Remember when I went to work in France for a bit last year? Well, turns out my co-worker’s daughter was doing an internship at Taittinger at the time, and due to this fortuitous turn of events we found ourselves making the hour-long trip up the autoroute to Reims one sunny Wednesday afternoon.
We had been booked a place on the last cellar tour of the day, led by none other than my colleague’s daughter herself. For free!
Don’t mind if I do.
Let’s back up a minute – founded in 1734, Taittinger is one of the last Champagne houses to still be run by the original family; a direct descendant of the founder Pierre Taittinger heads the business and other family members hold various positions within the firm. This all means it retains a small, friendly and somewhat quirky vibe. None of the rampant commercialism of the bigger brands is found here – this is a much more intimate affair.
After checking in at the front desk we were shown into a mini theatre to watch a short film about the family, the champagne, the legend. It was very slick, with no expense spared in production. After the film had finished, our tour guide took over.
She led us down some beautiful spiral steps – down, down, down. It was a pretty long way (18 metres to be precise). The temperature dropped noticeably, and we pulled our coats a little tighter.
These cellars were originally Roman chalk mines, dug in the 4th century and formed in pyramid-shapes to prevent roof collapses. This is a bit of a bizarre picture but it shows the actual chisel marks made by the Roman miners. They drew lines on the walls to mark daily quotas – you can see these on the picture, too.
These mines were later enlarged and connected together to form tunnels by the monks of Riems, in this case the monks of the Saint Nicaise Abbey. They used these cellars for champagne production from the 13th century onwards, and although the abbey was pulled down during the French Revolution the cellars remained in use.
These tunnels actually spread under most of Riems, and various champagne houses occupy different parts. They’ve had to block off some of the tunnels to prevent sabotage between champagne houses!
Some elements of the original abbey remain, such as the ironwork from this magnificent door – once part of the abbey, the woodwork has been restored and it now sits in splendour in the cellars.
There are also numerous carvings throughout, the soft chalk proving the perfect material for creative expression.
Some carvings are pretty old; this is thought to have been done by a monk back in the day.
There are also more recent carvings, as the cellars were used as a place of refuge for the local population during the wars. There are plenty of lucky clovers for protection.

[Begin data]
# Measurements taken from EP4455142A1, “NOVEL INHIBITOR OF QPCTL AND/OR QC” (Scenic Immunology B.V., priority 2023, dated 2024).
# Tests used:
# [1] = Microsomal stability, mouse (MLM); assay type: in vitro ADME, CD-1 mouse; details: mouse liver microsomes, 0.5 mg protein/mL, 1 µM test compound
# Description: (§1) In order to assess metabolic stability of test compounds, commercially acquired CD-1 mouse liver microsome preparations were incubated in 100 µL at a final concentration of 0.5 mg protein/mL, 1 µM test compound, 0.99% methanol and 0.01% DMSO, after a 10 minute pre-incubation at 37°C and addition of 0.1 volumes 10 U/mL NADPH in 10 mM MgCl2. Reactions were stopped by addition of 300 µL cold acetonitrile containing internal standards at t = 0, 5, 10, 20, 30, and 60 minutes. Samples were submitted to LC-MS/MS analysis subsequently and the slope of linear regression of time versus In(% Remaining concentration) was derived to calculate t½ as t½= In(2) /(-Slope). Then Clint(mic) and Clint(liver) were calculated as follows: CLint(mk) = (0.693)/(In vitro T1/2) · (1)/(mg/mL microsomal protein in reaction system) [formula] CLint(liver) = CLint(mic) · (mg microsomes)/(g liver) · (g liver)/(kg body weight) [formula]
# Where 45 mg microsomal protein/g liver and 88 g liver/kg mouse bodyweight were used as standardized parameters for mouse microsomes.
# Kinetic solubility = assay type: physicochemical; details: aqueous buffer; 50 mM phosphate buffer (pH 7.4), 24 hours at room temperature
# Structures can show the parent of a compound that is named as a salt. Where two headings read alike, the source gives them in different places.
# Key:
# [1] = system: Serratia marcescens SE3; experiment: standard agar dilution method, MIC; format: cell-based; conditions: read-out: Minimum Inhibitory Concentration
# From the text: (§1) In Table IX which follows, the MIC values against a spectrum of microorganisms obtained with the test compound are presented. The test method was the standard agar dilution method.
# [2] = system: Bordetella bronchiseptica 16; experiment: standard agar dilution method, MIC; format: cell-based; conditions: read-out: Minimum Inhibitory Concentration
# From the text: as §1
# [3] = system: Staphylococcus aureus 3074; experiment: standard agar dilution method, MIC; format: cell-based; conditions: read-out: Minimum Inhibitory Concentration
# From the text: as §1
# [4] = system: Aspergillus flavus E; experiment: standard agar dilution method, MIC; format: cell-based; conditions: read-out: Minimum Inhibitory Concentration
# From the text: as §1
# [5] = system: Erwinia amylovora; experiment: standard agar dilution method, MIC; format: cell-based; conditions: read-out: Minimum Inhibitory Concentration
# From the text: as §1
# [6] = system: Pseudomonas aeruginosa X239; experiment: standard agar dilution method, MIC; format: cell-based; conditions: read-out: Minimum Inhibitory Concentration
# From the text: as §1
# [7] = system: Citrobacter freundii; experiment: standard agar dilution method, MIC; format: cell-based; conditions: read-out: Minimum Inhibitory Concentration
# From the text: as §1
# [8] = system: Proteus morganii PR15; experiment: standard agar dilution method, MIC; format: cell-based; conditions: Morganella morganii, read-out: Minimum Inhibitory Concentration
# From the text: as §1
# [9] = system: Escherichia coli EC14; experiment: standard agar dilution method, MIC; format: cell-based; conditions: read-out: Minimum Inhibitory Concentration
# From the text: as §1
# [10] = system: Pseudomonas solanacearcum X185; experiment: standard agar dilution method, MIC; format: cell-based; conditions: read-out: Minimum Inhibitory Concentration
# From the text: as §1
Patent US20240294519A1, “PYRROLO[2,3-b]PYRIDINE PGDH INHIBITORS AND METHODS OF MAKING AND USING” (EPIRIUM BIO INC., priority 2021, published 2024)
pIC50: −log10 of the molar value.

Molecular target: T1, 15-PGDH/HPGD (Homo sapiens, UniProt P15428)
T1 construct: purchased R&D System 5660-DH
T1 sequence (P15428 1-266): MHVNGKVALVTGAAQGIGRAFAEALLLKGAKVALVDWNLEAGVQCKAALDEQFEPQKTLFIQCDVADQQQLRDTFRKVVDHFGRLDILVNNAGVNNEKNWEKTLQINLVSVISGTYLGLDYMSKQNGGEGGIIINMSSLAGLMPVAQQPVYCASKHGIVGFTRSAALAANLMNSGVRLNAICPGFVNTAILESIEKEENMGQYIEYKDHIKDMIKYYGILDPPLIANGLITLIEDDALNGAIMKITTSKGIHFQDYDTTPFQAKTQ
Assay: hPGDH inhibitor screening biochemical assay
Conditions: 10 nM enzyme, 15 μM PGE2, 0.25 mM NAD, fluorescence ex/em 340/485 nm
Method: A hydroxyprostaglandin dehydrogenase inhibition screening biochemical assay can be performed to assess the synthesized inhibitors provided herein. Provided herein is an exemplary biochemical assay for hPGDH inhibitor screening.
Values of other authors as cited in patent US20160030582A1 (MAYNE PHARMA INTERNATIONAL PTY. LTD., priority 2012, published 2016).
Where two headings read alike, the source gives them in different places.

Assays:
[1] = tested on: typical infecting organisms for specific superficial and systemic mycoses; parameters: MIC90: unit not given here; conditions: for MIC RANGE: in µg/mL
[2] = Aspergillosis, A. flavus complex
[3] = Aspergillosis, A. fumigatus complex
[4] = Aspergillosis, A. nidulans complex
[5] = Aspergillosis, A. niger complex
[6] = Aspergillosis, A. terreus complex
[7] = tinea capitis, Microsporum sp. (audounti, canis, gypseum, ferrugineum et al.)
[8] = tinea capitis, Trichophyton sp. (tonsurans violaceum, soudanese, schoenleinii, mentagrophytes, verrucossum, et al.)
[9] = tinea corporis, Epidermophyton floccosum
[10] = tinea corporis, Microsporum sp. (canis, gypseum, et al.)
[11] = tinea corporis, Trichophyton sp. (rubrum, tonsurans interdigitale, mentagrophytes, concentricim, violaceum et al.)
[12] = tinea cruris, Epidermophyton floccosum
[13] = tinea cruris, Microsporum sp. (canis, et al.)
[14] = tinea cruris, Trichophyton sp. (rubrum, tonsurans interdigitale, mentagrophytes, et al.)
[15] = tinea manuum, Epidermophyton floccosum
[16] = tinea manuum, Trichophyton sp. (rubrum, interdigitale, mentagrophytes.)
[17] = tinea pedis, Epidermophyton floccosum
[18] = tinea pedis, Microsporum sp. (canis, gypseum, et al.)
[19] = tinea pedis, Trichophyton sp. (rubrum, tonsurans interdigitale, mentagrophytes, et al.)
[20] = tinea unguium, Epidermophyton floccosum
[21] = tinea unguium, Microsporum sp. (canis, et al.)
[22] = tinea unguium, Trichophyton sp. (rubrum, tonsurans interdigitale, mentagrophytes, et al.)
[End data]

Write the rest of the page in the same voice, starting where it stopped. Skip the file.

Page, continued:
Walking on – there are over 4km of tunnels under here, but luckily we didn’t walk them all – we saw the Taittinger family’s private collection, housed in a cave of its own, behind some sturdy looking bars.
I dread to think how much that relatively modest looking collection is worth.
Everywhere you walk there are bottles of champagne in the midst of the complicated fermentation process.
Once the champagne has been assigned a vintage, it is stored in these large tunnel offshoots.
I mean… that’s a lot of fizz.
Finally, our champagne education suitably complete, we were led back upstairs for the grand tasting. Being on the friends and family tour, we were allowed three glasses of champagne to taste each.
I had a glass each of the Brut Réserve, the Prestige Rosé and their flagship champagne, the Comtes de Champagne Blanc de Blancs 2006.
Despite being a champagne novice, I could definitely taste the difference between the three as well as the difference between the budget prosecco I tend to drink when bubbles are called for. Beautiful champagnes – and I worked out that I managed to drink over €100 worth of champagne in fairly short shrift.
Feeling a little light headed to say the least, we bade a fond farewell to the house of Taittinger and went for a brisk walk around Reims to try and regain our sensibilities.
The cathedral is an absolute stunner, by the way.
Overall I’d really recommend the tour – I’ve heard others are more flashy, with trains and whatnot, but I think the Taittinger tour struck a great balance between historical interest and information for the champagne buffs. Also, it’s a much less touristy and commercialised experience than some of the others
Tours are available throughout the day in a variety of languages, the most common being English, German, French and Spanish. You can find the relevant bit of the website here.
> Wear a coat: it’s a constant 12 degrees celsius down in the cellars, and you do stand around a fair bit.
> Don’t expect a factory shop/cellar door experience: there’s a small stand which sells a few bottles of their best sellers at the end of the tour, but you won’t be grabbing any bargains here. They’re all full price unless you’re buying in serious quantity.
> If you’re going to be drinking, make sure you have transport afterwards arranged where necessary. The cellars are a little way out of town so it’s a >20 minute walk back if you’ve drunk too much to drive. Plan accordingly…
Have you ever been on a champagne cellar tour?
Linking up with <ahref=”http://bonnieroseblog.co.uk/” target=”_blank”>Bonnie, <ahref=”http://www.slightlyastray.com/” target=”_blank”>Anna, Swags and Diana for Travel Tuesday. The prompt was ‘a sporty adventure’ but I’m basically the least sporty person you’ll ever meet. This is what looks like when I try to have a ‘sporty adventure’ aka snorkelling the Great Barrier Reef:
And nobody needs to see any more than that.
P.S. Sorry for the below par picture quality – this was one of the weeks when I forgot my camera, so these are all taken with my trusty 5S.